The drops are pretty cool. Abseil 10-15 meters, swim across a pool to a small stance and repeat
The final abseil starts through a small hole and drops into darkness. Much awesomeness
From here its 50m through the darkest part of the slot until it widens slightly at the Junction with Ranon.
The moss covered boulders and fern strewn walls at the junction may well be the most photographed bit of canyon in the country but it is truly stunning.
After lots of photo phaffing we head down. The boys need to be very careful with keeping their gear dry so it’s in and out of dry bags a lot. The advantage of my TG4 is I can keep it at the ready. The photos may not be the same quality but as it’s so handy I have about 600 to trawl through.
Just as the big cameras get triple dry bagged to continue on Ed looks up to see one of the group coming in from Ranon has slid out along a fallen log that spans the canyon 40 or 50 meters up. There was a scramble to get cameras back out in the hope they were going to abseil down the middle of the canyon walls from this log but by the time cameras were out he had thought better of it and retreated to do the normal route through the waterfalls
With all the standing about i had begun to get cold so I peeled down the wet suit and put a light thermal underneath which improved things greatly.
Light rays, canyons and photographers
We caught back up to the other group at the junction with Thunder Canyon, which is a great spot for lunch. They soon finished and continued on, we have a quick look up Thunder and then followed suit.
After this junction the canyon opens up a little and there is some tricky scrambling down some drops before it closes back in.
Once it closes back in you encounter the infamous tunnel swim. Way back when I did Ranon the last time the water level was down and you could walk through here. Now it’s a spectular 50m swim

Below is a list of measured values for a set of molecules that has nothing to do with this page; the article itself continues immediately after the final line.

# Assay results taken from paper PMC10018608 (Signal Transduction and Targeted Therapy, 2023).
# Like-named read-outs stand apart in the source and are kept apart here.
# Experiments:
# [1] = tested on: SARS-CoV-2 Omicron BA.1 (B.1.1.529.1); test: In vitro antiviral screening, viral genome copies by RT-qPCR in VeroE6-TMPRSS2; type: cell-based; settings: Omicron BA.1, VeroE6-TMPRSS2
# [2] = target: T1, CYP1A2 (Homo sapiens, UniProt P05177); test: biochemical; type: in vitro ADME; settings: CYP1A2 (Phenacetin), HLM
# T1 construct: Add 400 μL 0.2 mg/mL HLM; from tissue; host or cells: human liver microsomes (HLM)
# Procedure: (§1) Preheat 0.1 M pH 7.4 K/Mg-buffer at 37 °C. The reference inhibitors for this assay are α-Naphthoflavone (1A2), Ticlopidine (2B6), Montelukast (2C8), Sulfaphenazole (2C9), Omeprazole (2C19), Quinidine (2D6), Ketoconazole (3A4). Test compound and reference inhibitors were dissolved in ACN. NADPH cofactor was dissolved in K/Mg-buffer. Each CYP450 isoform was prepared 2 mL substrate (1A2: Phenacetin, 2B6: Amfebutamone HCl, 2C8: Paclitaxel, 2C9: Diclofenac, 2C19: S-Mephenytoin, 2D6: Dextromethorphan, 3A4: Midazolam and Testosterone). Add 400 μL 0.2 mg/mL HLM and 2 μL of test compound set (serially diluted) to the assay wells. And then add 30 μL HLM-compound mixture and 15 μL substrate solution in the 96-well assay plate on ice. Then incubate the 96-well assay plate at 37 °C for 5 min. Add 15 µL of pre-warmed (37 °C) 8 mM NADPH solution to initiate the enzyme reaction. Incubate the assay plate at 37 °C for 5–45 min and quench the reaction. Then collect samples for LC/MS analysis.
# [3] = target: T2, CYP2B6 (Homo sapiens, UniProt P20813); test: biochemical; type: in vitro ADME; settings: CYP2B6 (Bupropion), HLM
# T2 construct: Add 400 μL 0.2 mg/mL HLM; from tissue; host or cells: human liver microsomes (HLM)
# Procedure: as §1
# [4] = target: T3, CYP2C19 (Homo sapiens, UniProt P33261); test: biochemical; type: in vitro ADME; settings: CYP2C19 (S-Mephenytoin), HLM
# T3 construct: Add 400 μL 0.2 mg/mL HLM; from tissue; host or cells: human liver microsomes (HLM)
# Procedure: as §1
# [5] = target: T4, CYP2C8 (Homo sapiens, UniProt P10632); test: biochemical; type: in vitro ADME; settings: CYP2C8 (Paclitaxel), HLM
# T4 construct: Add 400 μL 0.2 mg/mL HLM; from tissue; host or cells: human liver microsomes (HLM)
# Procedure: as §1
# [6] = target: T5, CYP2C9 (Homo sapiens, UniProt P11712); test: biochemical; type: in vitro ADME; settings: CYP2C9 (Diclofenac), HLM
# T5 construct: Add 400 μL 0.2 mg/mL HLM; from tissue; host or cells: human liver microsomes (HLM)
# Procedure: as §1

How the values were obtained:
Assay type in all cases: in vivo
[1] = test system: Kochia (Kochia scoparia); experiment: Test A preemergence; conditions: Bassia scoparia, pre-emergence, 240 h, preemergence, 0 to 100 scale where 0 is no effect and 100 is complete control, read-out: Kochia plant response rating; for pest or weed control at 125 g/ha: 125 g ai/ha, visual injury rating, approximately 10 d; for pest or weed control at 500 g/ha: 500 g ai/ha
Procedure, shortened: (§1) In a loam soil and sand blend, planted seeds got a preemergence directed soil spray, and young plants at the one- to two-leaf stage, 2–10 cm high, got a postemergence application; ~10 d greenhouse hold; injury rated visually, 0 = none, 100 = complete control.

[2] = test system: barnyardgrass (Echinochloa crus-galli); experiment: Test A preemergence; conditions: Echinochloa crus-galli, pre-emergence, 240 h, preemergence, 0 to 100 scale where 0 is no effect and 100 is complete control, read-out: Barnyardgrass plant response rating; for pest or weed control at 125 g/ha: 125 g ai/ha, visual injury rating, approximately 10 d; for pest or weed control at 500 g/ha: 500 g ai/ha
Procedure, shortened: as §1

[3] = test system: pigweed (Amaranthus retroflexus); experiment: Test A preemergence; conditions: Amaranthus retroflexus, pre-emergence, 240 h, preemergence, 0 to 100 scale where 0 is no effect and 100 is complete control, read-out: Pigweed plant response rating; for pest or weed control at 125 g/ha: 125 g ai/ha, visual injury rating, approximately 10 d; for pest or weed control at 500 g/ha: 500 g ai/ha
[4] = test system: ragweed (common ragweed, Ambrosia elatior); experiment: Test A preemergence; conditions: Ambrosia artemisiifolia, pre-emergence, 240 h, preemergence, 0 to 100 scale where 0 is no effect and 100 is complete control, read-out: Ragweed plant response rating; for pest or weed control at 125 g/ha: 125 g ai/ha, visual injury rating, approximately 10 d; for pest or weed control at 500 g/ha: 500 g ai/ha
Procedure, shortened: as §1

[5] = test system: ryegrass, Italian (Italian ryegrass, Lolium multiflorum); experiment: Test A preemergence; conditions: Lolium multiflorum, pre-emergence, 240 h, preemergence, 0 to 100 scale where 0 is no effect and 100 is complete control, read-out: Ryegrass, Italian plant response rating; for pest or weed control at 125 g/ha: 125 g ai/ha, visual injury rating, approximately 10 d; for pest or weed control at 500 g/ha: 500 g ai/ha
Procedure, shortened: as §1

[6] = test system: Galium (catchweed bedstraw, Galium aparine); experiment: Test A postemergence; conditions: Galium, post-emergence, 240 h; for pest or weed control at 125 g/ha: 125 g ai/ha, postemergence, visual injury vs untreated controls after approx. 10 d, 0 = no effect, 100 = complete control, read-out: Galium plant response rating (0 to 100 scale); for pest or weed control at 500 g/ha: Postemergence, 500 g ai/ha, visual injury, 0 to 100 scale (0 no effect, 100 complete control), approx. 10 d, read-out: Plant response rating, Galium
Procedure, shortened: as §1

A little more scrambling, a couple of pools and you reach the exit
There is a steep haul up Rainbow Ravine, which has some pretty canyon sections itself, then a long walk up the ridge to the top of the Camels Hump. I remember last time getting to this point and thinking we had come up the wrong hill. From the top the hump it looks to be surrounded on all sides by chasms and the old exit point to top of Mt Tomah can be seen across a particularly deep chasm. You can see why, with no maps and no knowledge of the land Caley and his crew had so much trouble. I’m remember almost having my own muntiny on my hands as hungover and exstausted Della and Lurch were in no mood to drop down and climb out again.
Just when we thought we would have to descend all the way down and start again the trail crossed a narrow, bridge like rock saddle. It barely looks real. Something straight out of Tolkin. The old exit is now just up the hill. 10-15min up to the car park… The old exit.
The new exit is not so quick and does involved dropping all the way back down into Claustral Brook. We head steeply back down. There are some nice canyon sections and a swim or two before we reach the gully we came in on.
Yeah it’s a long walk out. Yeah I’m feeling it today but it’s not too bad, we’ve done worse.
Party Size: 3 All experienced
Time: 10hrs car to car. Lots of time spent striking poses and snapping photos
After a lazy long weekend in the Wolgan, with just a stroll up to the arch to break up the eating and drinking
I was keen to head back down and have a bit of a look around a dry canyon I knew of but hadn’t explored before and so I dragged Mandy out and ventured back down the valley.
I’d heard about this in the early to mid 2000s but never got around to having a look.
The road in crosses some private property, a couple of old school mates owned a block up the end but wasn’t 100% sure there weren’t other properties on the way up so in the interest of doing the right thing we left the road at the first gate and wandered up through the scrub on the other side of the creek.
We soon passed Ringo and Karl’s block and started climbing the steep hill that would bring us to the lower cliffline and the first short canyonette.
It was steep and loose and the weather had decided to play spring so it was fairly muggy too but we made our way up and reached the base of the cliffs without too many dramas.
The first canyon section started with some promise, a scramble up through another impressive arch. The slot carved up through the lower cliffs but opened out almost as soon as it started.